It has been a much debated topic among schools, in the workplace, on social media and in communities that we should do away with the provincial flags and keep Papua New Guinea’s national flag during Independence celebrations.
There are two sides of the argument, but this is an issue every year. Seeing someone proud of their identity makes PNG, PNG. If it doesn’t honour this particular aspect of Independence than it doesn’t create unity. Should then provincialism be encouraged during the September 16 celebrations?
“You cannot blame people for lifting their provincial flags along with the PNG flag. It is engraved in their minds that come independence, they will be separated into provincial groups to display their cultures through dance, by wearing bilas (traditional wear) that clearly outlines where they come from, and speak languages that create barriers.”
The concept of the “One Flag Campaign” has been carried out to encourage fellow Papua New Guineans to celebrate Independence as ‘one’ country.
We are all familiar with our provinces and respective provincial flags, but can we as Papua New Guinean’s say the same when we wave our national flag on an event that is recognised globally?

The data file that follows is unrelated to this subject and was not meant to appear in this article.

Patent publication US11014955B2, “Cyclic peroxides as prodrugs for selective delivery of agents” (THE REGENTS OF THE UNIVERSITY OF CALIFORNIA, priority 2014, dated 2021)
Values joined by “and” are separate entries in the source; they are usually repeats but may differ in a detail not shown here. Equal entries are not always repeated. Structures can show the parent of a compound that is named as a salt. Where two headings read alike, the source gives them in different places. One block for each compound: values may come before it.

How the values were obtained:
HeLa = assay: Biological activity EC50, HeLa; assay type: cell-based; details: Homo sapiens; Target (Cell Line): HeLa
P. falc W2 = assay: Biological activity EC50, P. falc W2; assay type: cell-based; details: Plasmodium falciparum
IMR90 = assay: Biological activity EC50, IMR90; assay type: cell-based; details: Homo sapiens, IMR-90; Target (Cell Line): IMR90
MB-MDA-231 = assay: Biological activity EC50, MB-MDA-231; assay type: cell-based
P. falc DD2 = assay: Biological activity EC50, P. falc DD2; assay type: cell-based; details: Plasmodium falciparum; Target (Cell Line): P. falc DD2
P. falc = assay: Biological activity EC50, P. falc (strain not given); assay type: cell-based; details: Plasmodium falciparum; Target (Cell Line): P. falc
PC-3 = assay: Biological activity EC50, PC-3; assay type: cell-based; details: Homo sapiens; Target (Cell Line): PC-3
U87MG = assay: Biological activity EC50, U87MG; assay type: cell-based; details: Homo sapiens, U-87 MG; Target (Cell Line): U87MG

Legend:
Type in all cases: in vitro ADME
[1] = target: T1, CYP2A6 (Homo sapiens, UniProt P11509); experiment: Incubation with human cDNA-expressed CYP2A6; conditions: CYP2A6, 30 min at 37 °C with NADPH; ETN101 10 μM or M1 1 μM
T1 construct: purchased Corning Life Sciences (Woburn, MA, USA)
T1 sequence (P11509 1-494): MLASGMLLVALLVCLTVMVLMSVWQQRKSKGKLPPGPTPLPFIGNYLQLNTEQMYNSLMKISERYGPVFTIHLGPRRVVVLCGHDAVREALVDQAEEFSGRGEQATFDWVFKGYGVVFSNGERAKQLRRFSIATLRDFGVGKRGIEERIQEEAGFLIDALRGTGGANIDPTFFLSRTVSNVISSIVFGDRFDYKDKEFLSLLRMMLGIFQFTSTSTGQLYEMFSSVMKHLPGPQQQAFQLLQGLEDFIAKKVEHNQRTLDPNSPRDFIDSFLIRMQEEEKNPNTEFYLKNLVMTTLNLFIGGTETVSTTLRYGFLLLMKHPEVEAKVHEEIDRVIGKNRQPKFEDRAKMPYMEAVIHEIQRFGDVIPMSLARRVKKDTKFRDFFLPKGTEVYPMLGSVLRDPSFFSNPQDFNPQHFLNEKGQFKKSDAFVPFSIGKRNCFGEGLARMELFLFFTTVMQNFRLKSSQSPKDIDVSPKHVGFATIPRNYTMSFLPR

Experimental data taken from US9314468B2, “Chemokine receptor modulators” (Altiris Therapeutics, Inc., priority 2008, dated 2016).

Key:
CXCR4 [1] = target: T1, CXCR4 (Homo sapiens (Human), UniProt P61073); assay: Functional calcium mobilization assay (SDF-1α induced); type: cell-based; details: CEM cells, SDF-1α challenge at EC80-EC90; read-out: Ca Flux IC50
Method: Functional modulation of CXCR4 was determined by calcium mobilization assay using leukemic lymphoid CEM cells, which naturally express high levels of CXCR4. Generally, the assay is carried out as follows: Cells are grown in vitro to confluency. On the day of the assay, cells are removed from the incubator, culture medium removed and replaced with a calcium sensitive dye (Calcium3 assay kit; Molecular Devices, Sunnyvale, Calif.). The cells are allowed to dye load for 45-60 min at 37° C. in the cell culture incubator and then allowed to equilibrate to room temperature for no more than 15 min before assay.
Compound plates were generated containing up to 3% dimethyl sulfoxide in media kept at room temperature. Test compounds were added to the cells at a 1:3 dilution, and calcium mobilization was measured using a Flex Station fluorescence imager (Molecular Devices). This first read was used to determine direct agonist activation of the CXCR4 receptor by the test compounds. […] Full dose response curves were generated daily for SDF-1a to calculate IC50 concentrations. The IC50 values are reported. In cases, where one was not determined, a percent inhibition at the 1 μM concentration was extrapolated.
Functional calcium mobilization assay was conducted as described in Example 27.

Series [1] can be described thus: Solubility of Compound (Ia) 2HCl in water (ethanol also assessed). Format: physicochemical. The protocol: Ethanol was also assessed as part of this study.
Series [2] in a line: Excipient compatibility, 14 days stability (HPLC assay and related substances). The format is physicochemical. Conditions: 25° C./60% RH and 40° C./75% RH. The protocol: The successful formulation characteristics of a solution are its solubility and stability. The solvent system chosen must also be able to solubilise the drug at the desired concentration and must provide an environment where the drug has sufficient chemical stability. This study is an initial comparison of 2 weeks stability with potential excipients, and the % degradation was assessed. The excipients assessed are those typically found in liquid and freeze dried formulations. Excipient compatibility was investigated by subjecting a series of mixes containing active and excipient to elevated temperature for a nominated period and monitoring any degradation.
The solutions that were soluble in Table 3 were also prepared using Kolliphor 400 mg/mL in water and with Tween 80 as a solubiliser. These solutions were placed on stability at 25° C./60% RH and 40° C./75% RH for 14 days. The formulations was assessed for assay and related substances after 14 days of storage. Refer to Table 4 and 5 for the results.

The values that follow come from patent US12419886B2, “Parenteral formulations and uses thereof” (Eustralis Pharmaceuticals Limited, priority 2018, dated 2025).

September 16 is a day commemorated not just in PNG but across the globe by Papua New Guineans and friends. Regardless of where one hails from, or where they were raised or for whatever reason, the country as a whole is celebrated. And it is for that reason that the PNG flag should stand alone on a day that rightfully marks the coming together of a country divided by individual culture and heritage and mark the coming together of a nation.
“Yes I think so because this is our independence day and not provincial day. Yes we should be proud of our individual flags but I think that with all due respect we should be giving this one day to our national flag to be waved and held up high in the breeze for everyone to see.”
(Joy Anda Poponawa)
Some would agree otherwise, in a sense, that both flags should be shown with Pride, where the provinces make up PNG and their diversity is what makes this country great. The cultures represent the many walks of life, traditions and customs. It is with pride that all flags should be raised.
“Nothing is wrong with provincial flags. Because these provincial flags also represent PNG. So in that case we should use two flags, our provincial flags and also our PNG flag. That would be nice” (SopSii EllrAtz)
Whether your for one flag or for every flag, September 16 will forever remain the day that Papua New Guinea gained its Independence.